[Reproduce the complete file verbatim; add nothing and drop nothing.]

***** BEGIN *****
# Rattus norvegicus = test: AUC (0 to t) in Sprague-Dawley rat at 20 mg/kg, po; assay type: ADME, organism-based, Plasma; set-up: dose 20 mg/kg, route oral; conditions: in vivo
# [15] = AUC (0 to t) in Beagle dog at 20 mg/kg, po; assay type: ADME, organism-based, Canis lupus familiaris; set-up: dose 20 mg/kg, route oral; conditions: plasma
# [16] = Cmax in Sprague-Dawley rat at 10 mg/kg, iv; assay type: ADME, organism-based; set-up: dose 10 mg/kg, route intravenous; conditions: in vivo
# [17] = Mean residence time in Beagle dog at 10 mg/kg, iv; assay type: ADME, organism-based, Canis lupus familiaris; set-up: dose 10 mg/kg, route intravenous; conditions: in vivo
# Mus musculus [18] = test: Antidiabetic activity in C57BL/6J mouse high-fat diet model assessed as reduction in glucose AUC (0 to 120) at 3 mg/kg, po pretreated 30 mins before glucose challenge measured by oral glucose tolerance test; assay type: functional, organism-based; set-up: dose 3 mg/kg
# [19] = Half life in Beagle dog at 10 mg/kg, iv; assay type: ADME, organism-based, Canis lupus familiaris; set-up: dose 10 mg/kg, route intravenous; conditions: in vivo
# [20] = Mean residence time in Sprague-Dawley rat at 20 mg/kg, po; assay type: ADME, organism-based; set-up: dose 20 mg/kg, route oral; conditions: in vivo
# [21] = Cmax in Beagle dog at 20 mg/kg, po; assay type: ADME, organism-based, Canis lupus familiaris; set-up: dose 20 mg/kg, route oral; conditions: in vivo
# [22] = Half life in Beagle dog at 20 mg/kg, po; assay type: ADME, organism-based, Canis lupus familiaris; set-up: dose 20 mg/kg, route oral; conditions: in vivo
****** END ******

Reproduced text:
# Rattus norvegicus = test: AUC (0 to t) in Sprague-Dawley rat at 20 mg/kg, po; assay type: ADME, organism-based, Plasma; set-up: dose 20 mg/kg, route oral; conditions: in vivo
# [15] = AUC (0 to t) in Beagle dog at 20 mg/kg, po; assay type: ADME, organism-based, Canis lupus familiaris; set-up: dose 20 mg/kg, route oral; conditions: plasma
# [16] = Cmax in Sprague-Dawley rat at 10 mg/kg, iv; assay type: ADME, organism-based; set-up: dose 10 mg/kg, route intravenous; conditions: in vivo
# [17] = Mean residence time in Beagle dog at 10 mg/kg, iv; assay type: ADME, organism-based, Canis lupus familiaris; set-up: dose 10 mg/kg, route intravenous; conditions: in vivo
# Mus musculus [18] = test: Antidiabetic activity in C57BL/6J mouse high-fat diet model assessed as reduction in glucose AUC (0 to 120) at 3 mg/kg, po pretreated 30 mins before glucose challenge measured by oral glucose tolerance test; assay type: functional, organism-based; set-up: dose 3 mg/kg
# [19] = Half life in Beagle dog at 10 mg/kg, iv; assay type: ADME, organism-based, Canis lupus familiaris; set-up: dose 10 mg/kg, route intravenous; conditions: in vivo
# [20] = Mean residence time in Sprague-Dawley rat at 20 mg/kg, po; assay type: ADME, organism-based; set-up: dose 20 mg/kg, route oral; conditions: in vivo
# [21] = Cmax in Beagle dog at 20 mg/kg, po; assay type: ADME, organism-based, Canis lupus familiaris; set-up: dose 20 mg/kg, route oral; conditions: in vivo
# [22] = Half life in Beagle dog at 20 mg/kg, po; assay type: ADME, organism-based, Canis lupus familiaris; set-up: dose 20 mg/kg, route oral; conditions: in vivo